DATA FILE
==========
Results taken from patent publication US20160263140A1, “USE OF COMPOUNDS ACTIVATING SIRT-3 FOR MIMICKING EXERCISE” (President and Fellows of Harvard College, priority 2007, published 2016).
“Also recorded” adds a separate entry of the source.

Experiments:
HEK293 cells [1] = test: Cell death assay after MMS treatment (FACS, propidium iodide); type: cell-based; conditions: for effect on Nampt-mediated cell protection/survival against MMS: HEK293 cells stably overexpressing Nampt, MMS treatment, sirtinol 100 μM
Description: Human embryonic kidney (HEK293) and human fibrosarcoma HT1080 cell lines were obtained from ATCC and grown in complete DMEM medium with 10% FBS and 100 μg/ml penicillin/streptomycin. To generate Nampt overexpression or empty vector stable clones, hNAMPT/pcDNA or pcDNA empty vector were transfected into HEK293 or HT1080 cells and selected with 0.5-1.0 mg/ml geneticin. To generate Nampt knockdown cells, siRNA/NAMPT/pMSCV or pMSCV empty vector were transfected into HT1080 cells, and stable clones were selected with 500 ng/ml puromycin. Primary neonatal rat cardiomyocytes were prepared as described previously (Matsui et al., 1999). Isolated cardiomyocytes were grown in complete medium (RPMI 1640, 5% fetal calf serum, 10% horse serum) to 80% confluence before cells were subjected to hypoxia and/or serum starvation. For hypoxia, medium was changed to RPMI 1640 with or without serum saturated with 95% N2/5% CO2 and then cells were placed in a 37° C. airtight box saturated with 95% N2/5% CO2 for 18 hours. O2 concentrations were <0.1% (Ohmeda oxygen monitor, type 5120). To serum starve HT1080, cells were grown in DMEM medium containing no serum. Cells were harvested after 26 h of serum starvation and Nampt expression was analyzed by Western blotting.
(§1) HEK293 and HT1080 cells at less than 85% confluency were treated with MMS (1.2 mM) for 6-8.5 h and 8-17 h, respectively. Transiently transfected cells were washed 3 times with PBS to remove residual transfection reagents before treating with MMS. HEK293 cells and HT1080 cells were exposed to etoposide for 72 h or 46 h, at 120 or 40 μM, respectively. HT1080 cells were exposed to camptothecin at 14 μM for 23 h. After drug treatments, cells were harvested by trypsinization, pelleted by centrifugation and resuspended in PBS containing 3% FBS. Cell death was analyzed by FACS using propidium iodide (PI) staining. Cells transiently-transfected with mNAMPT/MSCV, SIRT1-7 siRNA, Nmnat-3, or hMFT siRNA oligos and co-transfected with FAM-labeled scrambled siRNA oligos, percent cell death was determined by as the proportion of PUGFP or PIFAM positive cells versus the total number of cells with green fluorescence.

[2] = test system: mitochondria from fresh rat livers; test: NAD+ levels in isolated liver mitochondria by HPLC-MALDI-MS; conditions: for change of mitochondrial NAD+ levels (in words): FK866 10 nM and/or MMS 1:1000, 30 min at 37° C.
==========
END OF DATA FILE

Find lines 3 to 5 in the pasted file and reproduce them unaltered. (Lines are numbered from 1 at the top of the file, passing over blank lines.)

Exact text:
Experiments:
HEK293 cells [1] = test: Cell death assay after MMS treatment (FACS, propidium iodide); type: cell-based; conditions: for effect on Nampt-mediated cell protection/survival against MMS: HEK293 cells stably overexpressing Nampt, MMS treatment, sirtinol 100 μM
Description: Human embryonic kidney (HEK293) and human fibrosarcoma HT1080 cell lines were obtained from ATCC and grown in complete DMEM medium with 10% FBS and 100 μg/ml penicillin/streptomycin. To generate Nampt overexpression or empty vector stable clones, hNAMPT/pcDNA or pcDNA empty vector were transfected into HEK293 or HT1080 cells and selected with 0.5-1.0 mg/ml geneticin. To generate Nampt knockdown cells, siRNA/NAMPT/pMSCV or pMSCV empty vector were transfected into HT1080 cells, and stable clones were selected with 500 ng/ml puromycin. Primary neonatal rat cardiomyocytes were prepared as described previously (Matsui et al., 1999). Isolated cardiomyocytes were grown in complete medium (RPMI 1640, 5% fetal calf serum, 10% horse serum) to 80% confluence before cells were subjected to hypoxia and/or serum starvation. For hypoxia, medium was changed to RPMI 1640 with or without serum saturated with 95% N2/5% CO2 and then cells were placed in a 37° C. airtight box saturated with 95% N2/5% CO2 for 18 hours. O2 concentrations were <0.1% (Ohmeda oxygen monitor, type 5120). To serum starve HT1080, cells were grown in DMEM medium containing no serum. Cells were harvested after 26 h of serum starvation and Nampt expression was analyzed by Western blotting.